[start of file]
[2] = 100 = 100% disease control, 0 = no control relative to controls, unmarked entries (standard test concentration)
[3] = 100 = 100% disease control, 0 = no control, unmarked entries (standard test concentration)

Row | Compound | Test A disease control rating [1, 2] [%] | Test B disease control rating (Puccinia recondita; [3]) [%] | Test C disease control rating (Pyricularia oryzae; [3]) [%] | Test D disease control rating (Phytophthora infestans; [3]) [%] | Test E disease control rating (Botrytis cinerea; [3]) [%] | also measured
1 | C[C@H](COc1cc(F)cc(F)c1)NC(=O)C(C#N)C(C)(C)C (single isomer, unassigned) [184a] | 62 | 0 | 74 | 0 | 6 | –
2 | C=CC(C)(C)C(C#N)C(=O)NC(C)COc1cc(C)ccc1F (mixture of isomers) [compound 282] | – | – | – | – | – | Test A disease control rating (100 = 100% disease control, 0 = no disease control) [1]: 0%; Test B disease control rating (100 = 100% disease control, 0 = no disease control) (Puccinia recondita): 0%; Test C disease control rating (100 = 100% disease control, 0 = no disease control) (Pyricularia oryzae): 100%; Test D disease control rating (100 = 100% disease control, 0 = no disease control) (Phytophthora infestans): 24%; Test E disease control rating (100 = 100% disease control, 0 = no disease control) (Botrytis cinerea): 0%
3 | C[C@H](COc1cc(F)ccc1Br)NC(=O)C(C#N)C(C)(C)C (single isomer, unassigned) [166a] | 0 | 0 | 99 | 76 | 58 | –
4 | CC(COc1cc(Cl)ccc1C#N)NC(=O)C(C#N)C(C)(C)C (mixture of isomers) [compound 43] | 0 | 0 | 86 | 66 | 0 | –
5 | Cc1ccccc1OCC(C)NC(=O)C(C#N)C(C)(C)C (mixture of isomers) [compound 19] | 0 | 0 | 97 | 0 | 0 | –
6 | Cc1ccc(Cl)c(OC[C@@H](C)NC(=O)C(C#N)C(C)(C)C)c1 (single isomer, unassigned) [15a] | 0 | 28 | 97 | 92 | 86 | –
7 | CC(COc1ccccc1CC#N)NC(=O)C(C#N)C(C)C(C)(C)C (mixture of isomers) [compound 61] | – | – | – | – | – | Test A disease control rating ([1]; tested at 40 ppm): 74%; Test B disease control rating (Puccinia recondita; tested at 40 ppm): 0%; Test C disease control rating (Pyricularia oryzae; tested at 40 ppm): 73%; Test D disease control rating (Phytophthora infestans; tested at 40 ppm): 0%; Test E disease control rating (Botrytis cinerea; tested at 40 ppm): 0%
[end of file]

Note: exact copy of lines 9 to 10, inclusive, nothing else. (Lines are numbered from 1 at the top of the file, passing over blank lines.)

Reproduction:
6 | Cc1ccc(Cl)c(OC[C@@H](C)NC(=O)C(C#N)C(C)(C)C)c1 (single isomer, unassigned) [15a] | 0 | 28 | 97 | 92 | 86 | –
7 | CC(COc1ccccc1CC#N)NC(=O)C(C#N)C(C)C(C)(C)C (mixture of isomers) [compound 61] | – | – | – | – | – | Test A disease control rating ([1]; tested at 40 ppm): 74%; Test B disease control rating (Puccinia recondita; tested at 40 ppm): 0%; Test C disease control rating (Pyricularia oryzae; tested at 40 ppm): 73%; Test D disease control rating (Phytophthora infestans; tested at 40 ppm): 0%; Test E disease control rating (Botrytis cinerea; tested at 40 ppm): 0%